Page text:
Detection of tick-borne pathogens in Rhipicephalus sanguineus sensu lato and dogs from different districts of Portugal

Ticks Tick Borne Dis. 2020 Nov;11(6):101536. doi: 10.1016/j.ttbdis.2020.101536. Epub 2020 Aug 4.


Dogs are highly exposed to pathogens transmitted by ectoparasites. The Mediterranean climate of Southern Europe, together with the presence of stray and/or neglected pets in close proximity with humans, contribute for tick expansion and stand for increased risk to infections in humans due to the zoonotic potential of many of these agents. The aim of this study was to perform a molecular survey in dogs (suspected of tick-borne disease and/or infested with ticks), as well as in ticks collected from those animals, from 12 districts of Portugal to investigate the occurrence of Rickettsia spp. and other tick-borne pathogens (Babesia, Ehrlichia, Anaplasma and Hepatozoon). Additionally, a serological survey of spotted fever group Rickettsia in Portuguese dogs was performed using an in-house immunofluorescence assay (IFA). A total of 200 whole-blood samples and 221 Rhipicephalus sanguineus s. l. ticks were collected from dogs. A total of 14 (7 %) blood samples and 10 (4.5 %) ticks yielded presumptively positive 420-bp amplicons using the Rickettsia spp. partial ompB nested PCR. Screening of the ompB-positive samples using the gltA gene showed 8 positive ticks. All Rickettsia ompB and gltA sequences had the highest identity with R. massiliae. The Rickettsia-positive dogs were further tested for other tick-borne pathogens and were found to be infected with Babesia spp. (n = 5), but not with Ehrlichia, Anaplasma or Hepatozoon. Of the 149 dog serum specimens tested in the serological assay, 103 (69 %) were positive for IgG antibodies against spotted fever group Rickettsia. Antibodies were found in dogs from all the studied districts, in 55 (53 %) of the stray and in 48 (47 %) of the owned dogs. Our study detected and characterized for the first time R. massiliae in dogs from Portugal, broadening the geographical range of this canine pathogen and adding knowledge to the impact of this disease in dogs.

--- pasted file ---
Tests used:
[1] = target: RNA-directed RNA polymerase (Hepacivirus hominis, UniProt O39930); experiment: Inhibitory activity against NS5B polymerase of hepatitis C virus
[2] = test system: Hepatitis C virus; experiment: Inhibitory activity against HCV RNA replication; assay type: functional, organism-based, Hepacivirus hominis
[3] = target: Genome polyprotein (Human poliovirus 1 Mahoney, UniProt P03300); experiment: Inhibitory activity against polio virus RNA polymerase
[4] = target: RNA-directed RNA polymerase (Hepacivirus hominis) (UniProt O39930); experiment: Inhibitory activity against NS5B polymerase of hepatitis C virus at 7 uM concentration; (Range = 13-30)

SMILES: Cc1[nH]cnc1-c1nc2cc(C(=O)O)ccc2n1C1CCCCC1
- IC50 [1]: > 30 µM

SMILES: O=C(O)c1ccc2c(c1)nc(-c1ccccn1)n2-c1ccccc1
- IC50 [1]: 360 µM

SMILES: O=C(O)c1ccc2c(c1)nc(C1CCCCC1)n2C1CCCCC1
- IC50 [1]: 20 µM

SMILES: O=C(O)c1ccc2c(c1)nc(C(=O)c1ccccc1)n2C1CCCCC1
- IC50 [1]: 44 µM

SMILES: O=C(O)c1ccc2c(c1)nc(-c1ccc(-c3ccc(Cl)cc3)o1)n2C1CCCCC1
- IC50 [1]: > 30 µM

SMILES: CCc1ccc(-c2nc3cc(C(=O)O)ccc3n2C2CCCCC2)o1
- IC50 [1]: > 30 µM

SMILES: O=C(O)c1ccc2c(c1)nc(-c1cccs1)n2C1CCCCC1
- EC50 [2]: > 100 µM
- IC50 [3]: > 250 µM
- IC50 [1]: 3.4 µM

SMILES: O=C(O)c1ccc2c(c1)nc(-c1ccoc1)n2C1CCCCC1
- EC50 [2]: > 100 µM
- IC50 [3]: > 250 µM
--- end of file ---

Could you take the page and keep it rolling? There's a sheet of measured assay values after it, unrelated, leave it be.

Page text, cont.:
Keywords: Babesia; Dog; Rhipicephalus sanguineus sensu lato; Rickettsia massiliae; Tick.